Uighur tensions persist as Kashgar’s old city is demolished
Michael Sainsbury; 7/1/10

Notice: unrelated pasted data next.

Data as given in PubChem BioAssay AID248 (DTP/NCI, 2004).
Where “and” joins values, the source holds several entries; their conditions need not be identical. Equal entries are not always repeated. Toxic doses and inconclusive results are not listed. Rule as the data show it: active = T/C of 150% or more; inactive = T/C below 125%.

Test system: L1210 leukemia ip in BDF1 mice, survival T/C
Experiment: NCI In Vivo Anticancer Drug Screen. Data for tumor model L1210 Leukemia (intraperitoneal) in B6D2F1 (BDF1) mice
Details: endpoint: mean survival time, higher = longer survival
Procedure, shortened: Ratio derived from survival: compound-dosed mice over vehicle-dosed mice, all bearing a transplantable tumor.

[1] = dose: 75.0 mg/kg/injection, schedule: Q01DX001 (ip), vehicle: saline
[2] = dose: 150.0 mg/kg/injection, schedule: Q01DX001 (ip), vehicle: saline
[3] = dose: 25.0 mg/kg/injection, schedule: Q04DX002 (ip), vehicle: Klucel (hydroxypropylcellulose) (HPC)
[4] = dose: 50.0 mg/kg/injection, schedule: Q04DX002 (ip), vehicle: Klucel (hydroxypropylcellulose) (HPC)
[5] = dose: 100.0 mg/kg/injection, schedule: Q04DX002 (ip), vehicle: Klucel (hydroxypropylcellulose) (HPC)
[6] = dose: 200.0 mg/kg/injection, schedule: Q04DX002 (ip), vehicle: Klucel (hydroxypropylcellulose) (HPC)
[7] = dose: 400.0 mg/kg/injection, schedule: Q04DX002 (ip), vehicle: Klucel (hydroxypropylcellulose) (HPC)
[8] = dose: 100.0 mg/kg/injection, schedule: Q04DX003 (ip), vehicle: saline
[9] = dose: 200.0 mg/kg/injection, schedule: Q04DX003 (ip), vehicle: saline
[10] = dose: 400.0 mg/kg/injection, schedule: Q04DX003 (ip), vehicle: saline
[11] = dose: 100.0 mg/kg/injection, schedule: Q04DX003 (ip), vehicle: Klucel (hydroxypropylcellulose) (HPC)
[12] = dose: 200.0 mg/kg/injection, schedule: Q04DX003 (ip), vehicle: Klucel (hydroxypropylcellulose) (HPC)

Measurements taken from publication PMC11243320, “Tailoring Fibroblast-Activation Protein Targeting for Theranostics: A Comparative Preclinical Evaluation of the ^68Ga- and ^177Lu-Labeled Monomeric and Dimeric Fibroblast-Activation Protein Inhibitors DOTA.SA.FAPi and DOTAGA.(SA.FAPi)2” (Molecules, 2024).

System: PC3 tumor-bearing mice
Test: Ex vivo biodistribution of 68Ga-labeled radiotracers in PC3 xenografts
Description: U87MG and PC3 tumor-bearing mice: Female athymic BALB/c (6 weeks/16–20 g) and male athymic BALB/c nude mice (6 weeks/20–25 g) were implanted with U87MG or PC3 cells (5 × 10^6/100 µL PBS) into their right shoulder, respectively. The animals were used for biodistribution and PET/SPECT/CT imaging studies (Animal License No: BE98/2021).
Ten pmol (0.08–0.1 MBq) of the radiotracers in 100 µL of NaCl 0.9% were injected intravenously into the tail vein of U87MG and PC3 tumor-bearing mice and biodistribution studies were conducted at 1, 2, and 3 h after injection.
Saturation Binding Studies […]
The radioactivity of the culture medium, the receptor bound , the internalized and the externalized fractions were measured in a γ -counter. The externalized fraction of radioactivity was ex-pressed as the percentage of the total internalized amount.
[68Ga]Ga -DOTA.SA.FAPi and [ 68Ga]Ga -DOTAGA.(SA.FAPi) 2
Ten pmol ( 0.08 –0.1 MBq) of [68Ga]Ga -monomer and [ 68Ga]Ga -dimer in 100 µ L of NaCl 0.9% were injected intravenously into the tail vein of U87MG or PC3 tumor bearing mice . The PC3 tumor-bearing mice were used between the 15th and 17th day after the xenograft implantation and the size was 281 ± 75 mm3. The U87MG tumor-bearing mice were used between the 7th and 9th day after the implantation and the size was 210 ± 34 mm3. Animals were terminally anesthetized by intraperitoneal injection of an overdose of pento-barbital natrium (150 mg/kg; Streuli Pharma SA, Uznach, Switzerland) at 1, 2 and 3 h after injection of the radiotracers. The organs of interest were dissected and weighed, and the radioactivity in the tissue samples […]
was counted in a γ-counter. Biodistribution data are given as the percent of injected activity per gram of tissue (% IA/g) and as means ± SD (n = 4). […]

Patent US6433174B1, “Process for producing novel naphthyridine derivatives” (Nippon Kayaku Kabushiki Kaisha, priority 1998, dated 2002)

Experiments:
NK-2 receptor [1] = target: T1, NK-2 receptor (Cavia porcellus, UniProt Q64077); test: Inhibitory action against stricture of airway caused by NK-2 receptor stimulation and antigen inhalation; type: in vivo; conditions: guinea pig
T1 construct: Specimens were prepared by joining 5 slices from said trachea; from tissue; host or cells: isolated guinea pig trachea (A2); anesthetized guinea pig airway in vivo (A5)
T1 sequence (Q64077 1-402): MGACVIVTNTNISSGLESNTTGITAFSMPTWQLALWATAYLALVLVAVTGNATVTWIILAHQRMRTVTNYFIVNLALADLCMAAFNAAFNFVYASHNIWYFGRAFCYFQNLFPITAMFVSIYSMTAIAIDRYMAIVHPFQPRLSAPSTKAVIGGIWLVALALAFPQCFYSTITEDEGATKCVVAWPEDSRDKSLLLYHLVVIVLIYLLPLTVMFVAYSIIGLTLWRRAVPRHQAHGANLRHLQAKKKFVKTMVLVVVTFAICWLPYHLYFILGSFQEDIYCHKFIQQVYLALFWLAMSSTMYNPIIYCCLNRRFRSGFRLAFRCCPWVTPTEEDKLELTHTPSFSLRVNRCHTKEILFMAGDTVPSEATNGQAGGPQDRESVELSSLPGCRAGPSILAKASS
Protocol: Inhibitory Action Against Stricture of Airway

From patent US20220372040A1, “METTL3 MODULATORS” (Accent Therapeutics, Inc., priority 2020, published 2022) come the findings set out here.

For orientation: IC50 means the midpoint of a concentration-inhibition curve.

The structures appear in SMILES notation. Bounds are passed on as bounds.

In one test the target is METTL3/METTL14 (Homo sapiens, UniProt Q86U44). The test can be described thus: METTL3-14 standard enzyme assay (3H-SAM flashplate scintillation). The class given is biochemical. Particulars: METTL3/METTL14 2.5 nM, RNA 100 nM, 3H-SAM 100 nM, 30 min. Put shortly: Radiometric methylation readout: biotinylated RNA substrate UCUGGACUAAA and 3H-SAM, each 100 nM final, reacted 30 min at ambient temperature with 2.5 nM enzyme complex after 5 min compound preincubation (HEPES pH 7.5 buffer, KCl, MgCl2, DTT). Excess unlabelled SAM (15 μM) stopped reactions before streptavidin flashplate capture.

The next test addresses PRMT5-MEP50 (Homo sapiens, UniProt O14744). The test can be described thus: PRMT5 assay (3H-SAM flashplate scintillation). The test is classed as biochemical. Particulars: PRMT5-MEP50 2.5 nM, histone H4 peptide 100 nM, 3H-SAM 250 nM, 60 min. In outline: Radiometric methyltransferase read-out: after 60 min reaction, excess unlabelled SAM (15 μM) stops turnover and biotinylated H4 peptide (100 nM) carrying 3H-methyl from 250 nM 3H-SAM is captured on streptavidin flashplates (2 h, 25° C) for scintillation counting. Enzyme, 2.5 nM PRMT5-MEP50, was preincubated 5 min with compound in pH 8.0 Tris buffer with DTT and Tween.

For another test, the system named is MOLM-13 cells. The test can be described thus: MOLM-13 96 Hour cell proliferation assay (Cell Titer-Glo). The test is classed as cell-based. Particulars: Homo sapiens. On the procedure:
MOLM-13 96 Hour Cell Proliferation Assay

If there are still shadows of violence in the Chinese city of Urumqi six month after sectarian riots which saw 197 dead and thousands injured, they stretch a long, long way ? 1500 kilometres south east to the Uighur cultural capital Kashgar. While there were no protests or riots in this ancient city during July, the Silk Road trading mecca that nestles near the borders of Pakistan, Afghanistan and Kyrgyzstan has been a key focus of the Chinese government’s response to the unprecedented unrest. Wang Li, a senior Communist Party official in Kashgar, described the situation as “tense”. Here, home to China’s largest mosque, the population is 80 per cent Uighur – the nine million strong Turkic-speaking Muslim minority whose protests in the Xinjiang capital of Urumqi turned deadly on July 5 last year.If you can ignore a seven-metre statue of Mao Zedong, the centre of Kashgar is not one scintilla Chinese.